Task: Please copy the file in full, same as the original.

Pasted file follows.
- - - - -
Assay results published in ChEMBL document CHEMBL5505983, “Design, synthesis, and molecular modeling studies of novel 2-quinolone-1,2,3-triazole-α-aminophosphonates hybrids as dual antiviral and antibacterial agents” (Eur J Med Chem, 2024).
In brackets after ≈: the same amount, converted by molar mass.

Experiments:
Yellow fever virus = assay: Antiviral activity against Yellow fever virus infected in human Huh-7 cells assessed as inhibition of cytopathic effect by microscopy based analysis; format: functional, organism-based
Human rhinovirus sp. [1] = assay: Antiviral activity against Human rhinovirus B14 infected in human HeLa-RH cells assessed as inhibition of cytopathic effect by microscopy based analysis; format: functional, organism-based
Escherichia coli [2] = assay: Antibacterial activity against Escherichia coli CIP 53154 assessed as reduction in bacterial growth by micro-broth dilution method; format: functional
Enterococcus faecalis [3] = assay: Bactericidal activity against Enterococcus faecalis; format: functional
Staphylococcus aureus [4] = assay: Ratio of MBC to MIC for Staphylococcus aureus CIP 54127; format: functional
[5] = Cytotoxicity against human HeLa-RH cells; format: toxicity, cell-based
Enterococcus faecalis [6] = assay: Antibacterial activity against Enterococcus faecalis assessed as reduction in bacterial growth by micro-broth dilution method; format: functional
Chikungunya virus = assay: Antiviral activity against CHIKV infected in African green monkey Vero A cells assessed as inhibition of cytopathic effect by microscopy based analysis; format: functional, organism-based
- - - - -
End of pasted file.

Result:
Assay results published in ChEMBL document CHEMBL5505983, “Design, synthesis, and molecular modeling studies of novel 2-quinolone-1,2,3-triazole-α-aminophosphonates hybrids as dual antiviral and antibacterial agents” (Eur J Med Chem, 2024).
In brackets after ≈: the same amount, converted by molar mass.

Experiments:
Yellow fever virus = assay: Antiviral activity against Yellow fever virus infected in human Huh-7 cells assessed as inhibition of cytopathic effect by microscopy based analysis; format: functional, organism-based
Human rhinovirus sp. [1] = assay: Antiviral activity against Human rhinovirus B14 infected in human HeLa-RH cells assessed as inhibition of cytopathic effect by microscopy based analysis; format: functional, organism-based
Escherichia coli [2] = assay: Antibacterial activity against Escherichia coli CIP 53154 assessed as reduction in bacterial growth by micro-broth dilution method; format: functional
Enterococcus faecalis [3] = assay: Bactericidal activity against Enterococcus faecalis; format: functional
Staphylococcus aureus [4] = assay: Ratio of MBC to MIC for Staphylococcus aureus CIP 54127; format: functional
[5] = Cytotoxicity against human HeLa-RH cells; format: toxicity, cell-based
Enterococcus faecalis [6] = assay: Antibacterial activity against Enterococcus faecalis assessed as reduction in bacterial growth by micro-broth dilution method; format: functional
Chikungunya virus = assay: Antiviral activity against CHIKV infected in African green monkey Vero A cells assessed as inhibition of cytopathic effect by microscopy based analysis; format: functional, organism-based